What was it that drew you to the actual town of Goldfield and the people you met there?
Well, you know, people talk a lot about freedom. And I will say that Goldfield for us is unbelievable freedom—freedom to create, freedom to be exactly who we are. And that’s something that really struck us when we first came in: we were, how can I say, we were perceived for exactly who we were, which was very different from an urban setting where people come in and they’re very flashy and they want to impress people. And these are just people who are just gonna take you as you are—good or bad. And it’s a can-do place. A lot of people are using materials that are already here. Tonopah is 30 miles from us, there’s no gas station, and there’s no grocery store here. There’s no garage. So people are finding ways to make do. And a lot of art that’s happening here is made out of repurposed materials. Outside of town, there are acres of old dumps from the early 1900s, which are filled with amazing stuff. And people here have one common thread, and that is they don’t like to be told what to do.
There are people here in Goldfield that are from every demographic that you can imagine. And that’s another misconception that comes from, you know, Vegas and Reno. They have this idea that rural areas are a particular demographic, right? Usually, it’s like, conservative, white. And although there definitely are a lot of white people here, there are also representatives of almost every demographic that you can imagine. As long as someone’s going to help you pull your truck out of the mud, it doesn’t matter what you’re wearing, what your orientation is, or who you voted for. It’s like if you are there, then you’re part of the community.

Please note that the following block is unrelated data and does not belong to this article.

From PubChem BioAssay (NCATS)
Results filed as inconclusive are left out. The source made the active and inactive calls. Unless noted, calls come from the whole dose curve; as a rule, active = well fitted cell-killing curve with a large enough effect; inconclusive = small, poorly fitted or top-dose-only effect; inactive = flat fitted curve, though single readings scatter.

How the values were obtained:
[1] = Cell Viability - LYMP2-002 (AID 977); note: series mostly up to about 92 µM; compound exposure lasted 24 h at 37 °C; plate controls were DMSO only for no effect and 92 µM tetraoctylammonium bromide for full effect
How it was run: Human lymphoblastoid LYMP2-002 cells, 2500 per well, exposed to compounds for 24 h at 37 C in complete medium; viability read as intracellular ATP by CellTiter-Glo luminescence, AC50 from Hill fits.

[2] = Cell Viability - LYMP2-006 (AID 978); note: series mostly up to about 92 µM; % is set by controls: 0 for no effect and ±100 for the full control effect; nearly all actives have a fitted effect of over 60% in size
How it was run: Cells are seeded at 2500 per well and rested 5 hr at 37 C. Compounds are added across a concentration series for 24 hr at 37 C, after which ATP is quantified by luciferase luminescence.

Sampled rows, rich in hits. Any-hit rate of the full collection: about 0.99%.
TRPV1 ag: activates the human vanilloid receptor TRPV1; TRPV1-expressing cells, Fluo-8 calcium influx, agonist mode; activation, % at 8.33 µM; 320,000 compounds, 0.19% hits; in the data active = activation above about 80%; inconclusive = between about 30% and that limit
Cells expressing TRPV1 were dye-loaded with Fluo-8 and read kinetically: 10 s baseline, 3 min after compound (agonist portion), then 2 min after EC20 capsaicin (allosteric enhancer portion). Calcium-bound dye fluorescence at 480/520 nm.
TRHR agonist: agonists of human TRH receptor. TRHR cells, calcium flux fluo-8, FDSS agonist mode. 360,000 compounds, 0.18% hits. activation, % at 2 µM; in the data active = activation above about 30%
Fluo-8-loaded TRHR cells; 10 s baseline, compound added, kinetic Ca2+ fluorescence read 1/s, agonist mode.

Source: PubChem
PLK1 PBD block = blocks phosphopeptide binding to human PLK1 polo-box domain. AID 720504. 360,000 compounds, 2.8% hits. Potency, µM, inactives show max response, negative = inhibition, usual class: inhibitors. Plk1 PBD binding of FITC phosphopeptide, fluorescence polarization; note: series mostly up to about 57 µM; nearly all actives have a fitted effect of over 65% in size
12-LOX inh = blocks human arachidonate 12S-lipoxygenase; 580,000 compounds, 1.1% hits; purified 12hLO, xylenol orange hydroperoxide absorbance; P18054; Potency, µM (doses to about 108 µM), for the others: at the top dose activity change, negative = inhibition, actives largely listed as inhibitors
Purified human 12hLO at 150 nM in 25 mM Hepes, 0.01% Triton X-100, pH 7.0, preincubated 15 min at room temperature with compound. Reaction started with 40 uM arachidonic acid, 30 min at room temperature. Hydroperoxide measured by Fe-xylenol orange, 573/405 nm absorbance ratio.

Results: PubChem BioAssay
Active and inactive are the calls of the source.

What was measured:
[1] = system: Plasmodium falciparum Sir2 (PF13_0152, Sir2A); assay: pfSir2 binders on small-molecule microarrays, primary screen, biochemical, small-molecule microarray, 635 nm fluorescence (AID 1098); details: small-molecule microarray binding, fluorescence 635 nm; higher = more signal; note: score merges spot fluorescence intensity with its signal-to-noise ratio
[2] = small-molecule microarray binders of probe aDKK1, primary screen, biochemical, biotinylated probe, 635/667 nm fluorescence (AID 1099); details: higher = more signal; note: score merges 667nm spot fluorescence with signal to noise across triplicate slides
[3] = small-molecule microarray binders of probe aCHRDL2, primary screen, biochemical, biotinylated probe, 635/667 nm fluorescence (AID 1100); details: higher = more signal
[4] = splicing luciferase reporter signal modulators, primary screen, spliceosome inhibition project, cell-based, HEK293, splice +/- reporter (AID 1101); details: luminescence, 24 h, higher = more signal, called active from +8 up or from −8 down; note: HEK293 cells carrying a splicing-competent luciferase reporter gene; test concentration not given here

When did you start Esmeralda High Desert Institute, and how does the organization function?
It’s probably been about a year, maybe last spring. The way that it operates is that Richard and I are basically the spearheads—it’s our vision. Everything that we’re doing is basically what we’re coming up with. And then we have a really great board. … We are already thinking to ourselves, like, what’s the five-year plan? What’s the three-year plan? This has been the early days, and we’re starting to slow because we want to build a good foundation and then we’ll just see what happens. A lot of the people that we make contact with are just people who we’ve met who have come to our studio, who stop at our shop because we have a little shop as well. And they come in and we have these fantastic conversations. … So when we meet interesting people, we say, hey, you know, would you be interested in coming back and giving a talk? So we usually provide lodging, and then also a small honorarium for the people that come to give talks.
And eventually, we’ll have our space next door, and we’ll be able to do residencies, which will be different. Instead of saying, ‘Hey everybody, we’re going to show you some art,’ we’re going to say, ‘No, we’re going to bring an artist in and embed them in the community.’ You know, they’ll be here for three weeks, they’ll be around town, they’ll be meeting people. And that’s a whole different deal. So the main focus for the organization is the landscape—direct interaction with the landscape, like, whatever that means. Eventually, we’re going to have some classes. We’re looking for a brick and mortar space that’s a little bit bigger. But those are days ahead.
Earth and Sky is coming up on June 23 and 24, where you’ll be pairing an artist and a scientist to give different talks to the community. What is the importance of art and science to EHDI, and why pair them together as you’ve done?